La cinq-cent dix: Part 1

Exactly one week ago, whilst sat in front of my computer enjoying a lovely cup of tea, I thought I’d have a casual browse of the marvelous French classified ad website, Leboncoin. There’s always interesting cars for sale on Leboncoin, even the occasional Datsun, although those are usually limited to models which are often not terribly desirable to me. However this time  an audible ‘mon dieu!‘ was uttered when the first thing I saw was this…


Now, I have been fiddling around with Datsuns for a pretty long time, and this has to be the first time I have ever seen a European spec Datsun 1600 SSS for sale. The legendary 510 SSS. I can’t imagine that many were sold in Europe at all! For me this model is the Holy Grail of 510’s (even more so than a Coupe), and one which I had never honestly expected to see let, alone have the opportunity to acquire. I had to buy it!…

I have been trying to learn a bit of French for the last year, but I’m a very long way from being able to communicate, as I’m still very much at beginner level. Regardless, this really had to be done, so using what little I had learned, along with some Google translate assistance, I fired off an email asking the seller if he had a Carte Gris (the French registration document), if it was more or less complete and whether he could email me some more pictures. I did make a point of stating that French wasn’t my first language (although I’m sure he could have figured that out!) but avoided trying to communicate in English as feel that’s a bit rude.

I’d had no reply by bedtime but by 8am the following morning the vendor had furnished me with some info (en français, naturellement) as well as another five pictures. Glory be! The 510 looked rather rough but seemed to be complete. At this stage, there wasn’t any easy way to tell if it was a real SSS but I had a gut feeling it was. As M. Martin had told me “elle n’a pas roulé depuis 1980″, I’m thinking who on earth would have bothered converting a regular 510 into an SSS look-alike back then? Not much cachet in having an SSS in 1980. Or even in having a Datsun at all, especially in France. It did have all the right bits too from what I could see… steering wheel, tacho, emblems, engine etc.

I figured that it was probably worth the money, even if it wasn’t a genuine SSS, so I messaged him back to say I would definitely buy it at the asking price and when could I come and get it? Simple non?… apart from the writing and speaking French bit. This was becoming a little daunting, as by now I figured I was dealing with a chap who maybe spoke no English at all, but not to worry… how hard could it be? Also, I wasn’t about to start haggling, as I figured the price was perfectly reasonable and by agreeing to that price I might be able to put a stop to anyone else snagging it before I could get there.

Now at this point, it was good Friday, I had no Euros, no trailer and nothing to tow it with. My trusty M10 Prairie, my only tow car, is in bits with no front suspension or steering. Although I’d not heard back from M. Martin, I figured I needed to get ready just in case I had to leave at short notice. First of all a trailer was sourced from a friend of a friend in my village. A lovely little Brian James, perfect for small cars and for not being hauled in by the cops for looking dodgy. Next, I needed a tow car. I have use of my girlfriends Alfa Romeo 156 Sportwagen, which is equipped with a towbar, but only on a 3rd party entitlement on my policy. I wasn’t sure if that’s even valid on the continent but regardless, I didn’t fancy my chances of an aggravation free trip should I get stopped by the French cops or worse still if I had an accident. And of course it’s an Alfa… I really didn’t fancy breaking down!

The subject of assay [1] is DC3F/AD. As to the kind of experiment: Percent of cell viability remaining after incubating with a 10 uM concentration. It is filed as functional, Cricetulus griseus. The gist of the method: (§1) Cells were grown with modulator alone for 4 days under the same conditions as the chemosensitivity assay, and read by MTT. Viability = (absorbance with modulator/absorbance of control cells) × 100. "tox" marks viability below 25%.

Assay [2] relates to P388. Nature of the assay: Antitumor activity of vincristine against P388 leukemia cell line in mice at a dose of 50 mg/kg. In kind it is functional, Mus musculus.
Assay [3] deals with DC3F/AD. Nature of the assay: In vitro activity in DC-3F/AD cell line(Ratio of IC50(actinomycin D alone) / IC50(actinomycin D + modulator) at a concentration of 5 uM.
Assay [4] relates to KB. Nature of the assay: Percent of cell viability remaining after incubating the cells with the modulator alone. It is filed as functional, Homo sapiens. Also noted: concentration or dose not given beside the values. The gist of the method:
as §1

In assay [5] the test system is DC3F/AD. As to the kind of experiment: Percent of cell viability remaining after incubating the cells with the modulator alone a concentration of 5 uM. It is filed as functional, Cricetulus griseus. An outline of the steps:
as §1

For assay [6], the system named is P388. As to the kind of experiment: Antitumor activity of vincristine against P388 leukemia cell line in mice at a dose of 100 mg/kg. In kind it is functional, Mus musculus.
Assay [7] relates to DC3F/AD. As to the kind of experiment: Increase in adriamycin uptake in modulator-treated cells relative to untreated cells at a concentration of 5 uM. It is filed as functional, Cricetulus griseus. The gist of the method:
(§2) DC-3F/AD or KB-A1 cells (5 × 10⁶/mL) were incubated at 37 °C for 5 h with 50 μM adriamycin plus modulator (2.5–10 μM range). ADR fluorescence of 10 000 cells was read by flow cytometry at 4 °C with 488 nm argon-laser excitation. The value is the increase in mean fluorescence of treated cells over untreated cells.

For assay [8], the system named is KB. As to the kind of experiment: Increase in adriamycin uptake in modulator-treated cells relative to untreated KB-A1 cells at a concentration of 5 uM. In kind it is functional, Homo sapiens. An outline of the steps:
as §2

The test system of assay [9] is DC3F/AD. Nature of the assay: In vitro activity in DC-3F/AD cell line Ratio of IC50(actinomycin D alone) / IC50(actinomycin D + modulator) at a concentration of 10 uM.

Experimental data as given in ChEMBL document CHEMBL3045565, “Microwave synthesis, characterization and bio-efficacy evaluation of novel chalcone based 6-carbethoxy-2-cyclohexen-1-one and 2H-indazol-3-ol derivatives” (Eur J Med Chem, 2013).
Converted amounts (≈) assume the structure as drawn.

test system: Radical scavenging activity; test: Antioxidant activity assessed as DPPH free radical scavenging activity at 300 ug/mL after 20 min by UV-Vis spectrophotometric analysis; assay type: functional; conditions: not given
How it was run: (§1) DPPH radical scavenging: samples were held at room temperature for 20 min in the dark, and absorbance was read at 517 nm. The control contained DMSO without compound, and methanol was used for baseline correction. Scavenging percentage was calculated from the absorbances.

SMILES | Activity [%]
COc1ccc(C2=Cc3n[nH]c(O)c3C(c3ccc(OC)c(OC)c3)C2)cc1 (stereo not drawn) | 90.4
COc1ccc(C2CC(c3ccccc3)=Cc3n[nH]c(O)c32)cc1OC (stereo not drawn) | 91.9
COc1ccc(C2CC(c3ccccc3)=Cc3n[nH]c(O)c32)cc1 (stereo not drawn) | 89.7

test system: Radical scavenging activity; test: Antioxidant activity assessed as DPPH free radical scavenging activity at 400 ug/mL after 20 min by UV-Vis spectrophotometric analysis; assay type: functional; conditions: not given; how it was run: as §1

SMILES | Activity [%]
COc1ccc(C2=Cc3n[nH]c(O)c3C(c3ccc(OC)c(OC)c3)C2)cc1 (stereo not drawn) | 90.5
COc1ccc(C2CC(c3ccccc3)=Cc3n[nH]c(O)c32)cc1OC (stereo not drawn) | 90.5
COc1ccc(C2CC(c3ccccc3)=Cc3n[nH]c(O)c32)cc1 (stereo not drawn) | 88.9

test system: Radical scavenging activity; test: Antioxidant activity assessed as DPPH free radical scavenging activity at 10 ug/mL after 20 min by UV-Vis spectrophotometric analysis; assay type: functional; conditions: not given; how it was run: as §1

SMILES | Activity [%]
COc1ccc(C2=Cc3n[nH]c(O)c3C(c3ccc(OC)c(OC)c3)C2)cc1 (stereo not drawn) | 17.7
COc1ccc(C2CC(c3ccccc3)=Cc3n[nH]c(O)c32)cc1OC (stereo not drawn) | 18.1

I really needed to get the Prairie sorted, especially as I was going to need sleeping accomodation at some point in France, so it was off out into the workshop to finish installing the power steering I’d sourced from a scrap one and rebuild the front end with new wheel bearings and brakes. I hate doing major work like this immediately before hitting the road un-tested for a long trip, but this was an emergency, so I figured it was worth the risk.


By about 8.30 pm the the Prairie was done and had been taken for a test run round the block a couple of times… the first one without any coolant after I forgot to re-fill it after putting the hoses back on (doh!). No harm done thankfully. Then I got the final word from M. Martin, the seller. The deal was on! He’d furnished me with his address and wished me “Bonne Route“. Trailer hooked up, sorted out tools, straps, continental driving kit, paperwork, map of France and Sat Nav. After managing to shut my hand in the sliding door of the Prairie, I nursed the pain away while downing a quick cup of strong caffeine, then pointed the Prairie at Dover and hit the road. At midnight.

My ever helpful girlfriend had got to the ATM and sourced me some cash during the day on Friday. I pulled some more out of a cashpoint in Dover and turned it into Euros at the Bureau de Change in Dover at 6am. I just missed one boat to Calais so ended up on the 6:40am sailing, having paid a bit of a premium for taking a later sailing, but it didn’t matter… buying a 510 SSS mattered and the clock was ticking…


Leave a Reply

Fill in your details below or click an icon to log in: Logo

You are commenting using your account. Log Out /  Change )

Twitter picture

You are commenting using your Twitter account. Log Out /  Change )

Facebook photo

You are commenting using your Facebook account. Log Out /  Change )

Connecting to %s